A scene from the instructional video on Amazon’s Netradyne Camera System.

AI Has an Eye on Amazon Delivery Workers Who Say It Unfairly Rates Their Driving

When they say Big Brother is watching, it’s true—at least when it comes to Amazon’s delivery drivers. That’s not making them very happy, even though Amazon says it’s making drivers safer.

The IT involved, Netradyne cameras, are AI-driven assistants. These things are fussy and they are equipped with a ‘really dystopian dark, robotic voice.

An article on news.yahoo.com points out just how strict and observant these cameras are while pointed at drivers’ faces as well as watching traffic outside the vehicle.

“It’s upsetting when I didn’t do anything,” a Los Angeles delivery driver told Motherboard. “Every time I need to make a right-hand turn, it inevitably happens. A car cuts me off to move into my lane, and the camera, in this really dystopian dark, robotic voice, shouts at me.”

So the system doesn’t seem to take the other traffic into consideration when rating the driver on each of their trips. Seems a bit unfair. And it affects their rate of pay.

These events help decide whether Amazon drivers are given ratings of “poor,” “fair,” “good,” or “fantastic.” Amazon Delivery Service Providers (DSPs), which employ and manage the drivers, can get bonuses to put toward repairs, damages, and other things only if their drivers’ combined weekly scores land in “fantastic” territory.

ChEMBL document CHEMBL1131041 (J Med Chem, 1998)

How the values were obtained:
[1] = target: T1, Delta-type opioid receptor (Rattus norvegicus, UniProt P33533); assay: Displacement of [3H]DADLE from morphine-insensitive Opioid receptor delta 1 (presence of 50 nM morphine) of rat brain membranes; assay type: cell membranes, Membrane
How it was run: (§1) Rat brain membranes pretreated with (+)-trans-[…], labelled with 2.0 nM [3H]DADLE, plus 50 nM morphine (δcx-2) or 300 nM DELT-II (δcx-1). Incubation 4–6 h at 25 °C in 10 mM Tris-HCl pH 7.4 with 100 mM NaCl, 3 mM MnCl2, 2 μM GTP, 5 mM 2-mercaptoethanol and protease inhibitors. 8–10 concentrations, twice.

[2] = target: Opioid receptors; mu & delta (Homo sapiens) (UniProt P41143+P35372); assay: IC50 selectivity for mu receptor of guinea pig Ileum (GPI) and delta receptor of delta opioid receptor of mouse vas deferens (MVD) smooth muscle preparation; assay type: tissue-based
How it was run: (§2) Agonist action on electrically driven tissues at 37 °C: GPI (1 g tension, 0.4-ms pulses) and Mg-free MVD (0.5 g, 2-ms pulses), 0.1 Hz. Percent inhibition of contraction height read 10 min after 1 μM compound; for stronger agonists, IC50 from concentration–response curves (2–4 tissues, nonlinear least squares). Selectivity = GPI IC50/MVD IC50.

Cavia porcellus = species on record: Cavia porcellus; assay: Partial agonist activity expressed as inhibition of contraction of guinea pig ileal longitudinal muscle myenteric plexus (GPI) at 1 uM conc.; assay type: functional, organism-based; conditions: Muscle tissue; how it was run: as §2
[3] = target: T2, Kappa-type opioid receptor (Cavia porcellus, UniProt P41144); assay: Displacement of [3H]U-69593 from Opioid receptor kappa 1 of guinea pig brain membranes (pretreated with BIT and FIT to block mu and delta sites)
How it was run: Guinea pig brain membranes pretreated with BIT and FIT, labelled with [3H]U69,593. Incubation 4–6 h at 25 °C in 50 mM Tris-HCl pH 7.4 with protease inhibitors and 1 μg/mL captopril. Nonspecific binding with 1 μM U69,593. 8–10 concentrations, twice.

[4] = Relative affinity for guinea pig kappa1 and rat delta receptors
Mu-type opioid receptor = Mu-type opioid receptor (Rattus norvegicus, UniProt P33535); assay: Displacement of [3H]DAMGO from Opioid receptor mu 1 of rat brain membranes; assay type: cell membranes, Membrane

Now before Amazon is made to look like the monster it really is ( no taxes paid in 2020)  we have to consider that they in fact are showing improvement in their driver’s performances and a lessening of accidents. Really big improvement.

Since installing the cameras in more than half of its U.S. fleet, accidents decreased 48%, stop-sign and signal violations decreased 77%, following distance issues decreased 50%, driving without a seat belt decreased 60%, and distracted driving decreased 75%.

That kind of improvement is impressive, but the drivers still don’t like this assistant watching their every move, including their eye movements. Sometimes they just cover the cameras up.

“If we brought up problems with the cameras, managers would brush it under the table, they’re only worried about getting the packages out,” a Kentucky delivery driver told Motherboard. “So we cover them up. They don’t tell us to, but it’s kind of like ‘don’t ask, don’t tell.'”

Other workers wore sunglasses so the cameras wouldn’t interpret eye movement as distracted driving.

“The Netradyne cameras that Amazon installed in our vans have been nothing but a nightmare,” a former Amazon driver in Alabama told Motherboard. “I personally did not feel any more safe with a camera watching my every move.”

Amazon said in February that it would install the cameras in its delivery vans to improve safety. The move raised concerns about privacy and surveillance.

read more at news.yahoo.com